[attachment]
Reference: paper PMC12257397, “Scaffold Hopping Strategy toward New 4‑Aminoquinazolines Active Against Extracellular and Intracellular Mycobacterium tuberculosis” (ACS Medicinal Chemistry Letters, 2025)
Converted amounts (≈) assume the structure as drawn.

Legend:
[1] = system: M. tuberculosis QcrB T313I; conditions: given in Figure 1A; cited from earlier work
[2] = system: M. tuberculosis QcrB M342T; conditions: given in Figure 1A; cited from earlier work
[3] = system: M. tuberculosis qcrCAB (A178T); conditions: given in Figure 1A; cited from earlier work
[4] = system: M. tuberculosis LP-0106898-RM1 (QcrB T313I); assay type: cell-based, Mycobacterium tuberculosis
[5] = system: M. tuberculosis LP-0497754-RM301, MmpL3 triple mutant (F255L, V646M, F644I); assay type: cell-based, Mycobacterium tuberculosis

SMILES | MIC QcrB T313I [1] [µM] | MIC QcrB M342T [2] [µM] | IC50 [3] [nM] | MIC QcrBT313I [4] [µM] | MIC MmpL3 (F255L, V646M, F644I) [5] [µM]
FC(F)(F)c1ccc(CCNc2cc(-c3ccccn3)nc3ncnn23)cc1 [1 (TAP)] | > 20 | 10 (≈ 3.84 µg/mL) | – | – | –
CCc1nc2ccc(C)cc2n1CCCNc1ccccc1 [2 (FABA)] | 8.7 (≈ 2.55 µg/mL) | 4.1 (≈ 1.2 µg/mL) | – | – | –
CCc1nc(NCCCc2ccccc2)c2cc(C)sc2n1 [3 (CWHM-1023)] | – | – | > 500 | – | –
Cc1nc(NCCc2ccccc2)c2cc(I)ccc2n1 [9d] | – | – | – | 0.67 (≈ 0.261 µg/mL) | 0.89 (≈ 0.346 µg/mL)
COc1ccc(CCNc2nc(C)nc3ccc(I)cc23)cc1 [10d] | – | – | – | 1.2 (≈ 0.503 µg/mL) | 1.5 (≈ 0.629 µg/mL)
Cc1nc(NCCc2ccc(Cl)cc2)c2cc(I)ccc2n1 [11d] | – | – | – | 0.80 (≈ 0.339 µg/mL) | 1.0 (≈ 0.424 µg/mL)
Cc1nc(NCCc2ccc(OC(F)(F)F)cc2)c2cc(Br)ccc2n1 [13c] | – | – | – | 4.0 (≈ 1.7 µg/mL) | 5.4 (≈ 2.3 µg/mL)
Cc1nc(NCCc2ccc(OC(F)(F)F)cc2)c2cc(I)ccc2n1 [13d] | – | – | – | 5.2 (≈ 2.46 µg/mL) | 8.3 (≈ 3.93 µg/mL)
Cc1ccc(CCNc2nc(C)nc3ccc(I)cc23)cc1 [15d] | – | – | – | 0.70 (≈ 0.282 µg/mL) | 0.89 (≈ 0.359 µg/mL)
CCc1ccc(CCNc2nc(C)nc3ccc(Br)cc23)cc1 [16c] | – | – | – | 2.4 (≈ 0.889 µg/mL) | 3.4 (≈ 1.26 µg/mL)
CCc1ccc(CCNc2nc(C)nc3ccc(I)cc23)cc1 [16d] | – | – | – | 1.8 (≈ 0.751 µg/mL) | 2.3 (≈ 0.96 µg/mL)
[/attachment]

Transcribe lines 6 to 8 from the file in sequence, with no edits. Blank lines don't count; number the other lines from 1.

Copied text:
[3] = system: M. tuberculosis qcrCAB (A178T); conditions: given in Figure 1A; cited from earlier work
[4] = system: M. tuberculosis LP-0106898-RM1 (QcrB T313I); assay type: cell-based, Mycobacterium tuberculosis
[5] = system: M. tuberculosis LP-0497754-RM301, MmpL3 triple mutant (F255L, V646M, F644I); assay type: cell-based, Mycobacterium tuberculosis